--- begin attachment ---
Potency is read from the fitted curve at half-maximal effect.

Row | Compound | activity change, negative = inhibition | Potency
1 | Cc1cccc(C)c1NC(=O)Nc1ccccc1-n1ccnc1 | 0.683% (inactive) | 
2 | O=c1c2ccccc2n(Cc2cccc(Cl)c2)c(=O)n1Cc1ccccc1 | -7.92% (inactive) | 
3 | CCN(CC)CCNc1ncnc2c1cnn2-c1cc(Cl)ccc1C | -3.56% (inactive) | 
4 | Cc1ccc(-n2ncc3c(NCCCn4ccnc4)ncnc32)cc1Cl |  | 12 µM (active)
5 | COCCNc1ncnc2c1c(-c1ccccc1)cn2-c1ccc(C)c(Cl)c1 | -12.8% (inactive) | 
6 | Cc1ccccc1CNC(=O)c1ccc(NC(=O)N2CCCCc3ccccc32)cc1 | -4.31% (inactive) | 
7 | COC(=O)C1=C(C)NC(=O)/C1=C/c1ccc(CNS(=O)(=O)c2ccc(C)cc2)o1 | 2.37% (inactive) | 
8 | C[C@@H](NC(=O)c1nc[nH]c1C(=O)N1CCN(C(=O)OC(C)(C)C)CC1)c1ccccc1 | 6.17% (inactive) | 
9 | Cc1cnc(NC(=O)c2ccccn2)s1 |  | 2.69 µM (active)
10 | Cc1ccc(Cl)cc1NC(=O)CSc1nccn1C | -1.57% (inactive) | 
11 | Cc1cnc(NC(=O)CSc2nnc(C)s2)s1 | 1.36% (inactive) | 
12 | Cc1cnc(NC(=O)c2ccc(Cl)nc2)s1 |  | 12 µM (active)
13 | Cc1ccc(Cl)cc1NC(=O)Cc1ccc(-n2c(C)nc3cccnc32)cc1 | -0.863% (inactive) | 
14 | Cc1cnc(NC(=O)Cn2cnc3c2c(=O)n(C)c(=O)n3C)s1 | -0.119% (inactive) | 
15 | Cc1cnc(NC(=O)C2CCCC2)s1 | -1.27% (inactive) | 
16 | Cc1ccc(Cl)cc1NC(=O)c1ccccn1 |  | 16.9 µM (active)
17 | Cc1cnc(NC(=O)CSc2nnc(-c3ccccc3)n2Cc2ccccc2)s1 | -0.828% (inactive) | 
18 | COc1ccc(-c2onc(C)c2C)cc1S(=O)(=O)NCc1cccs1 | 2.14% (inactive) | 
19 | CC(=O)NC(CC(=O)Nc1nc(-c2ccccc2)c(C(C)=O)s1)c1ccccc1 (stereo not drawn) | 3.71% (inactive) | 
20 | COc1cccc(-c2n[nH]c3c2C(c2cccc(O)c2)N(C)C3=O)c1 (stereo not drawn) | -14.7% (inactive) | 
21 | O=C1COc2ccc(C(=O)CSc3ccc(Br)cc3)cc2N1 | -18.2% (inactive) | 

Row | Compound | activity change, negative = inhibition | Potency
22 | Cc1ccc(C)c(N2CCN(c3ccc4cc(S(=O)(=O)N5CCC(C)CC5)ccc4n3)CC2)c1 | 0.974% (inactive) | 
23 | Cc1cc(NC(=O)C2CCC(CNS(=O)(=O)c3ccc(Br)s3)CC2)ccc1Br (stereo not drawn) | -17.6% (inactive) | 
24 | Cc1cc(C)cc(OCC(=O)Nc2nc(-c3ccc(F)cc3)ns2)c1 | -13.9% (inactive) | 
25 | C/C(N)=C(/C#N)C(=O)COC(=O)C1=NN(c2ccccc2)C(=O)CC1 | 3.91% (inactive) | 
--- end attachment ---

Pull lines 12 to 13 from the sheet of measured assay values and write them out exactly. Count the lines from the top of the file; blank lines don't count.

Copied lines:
10 | Cc1ccc(Cl)cc1NC(=O)CSc1nccn1C | -1.57% (inactive) | 
11 | Cc1cnc(NC(=O)CSc2nnc(C)s2)s1 | 1.36% (inactive) | 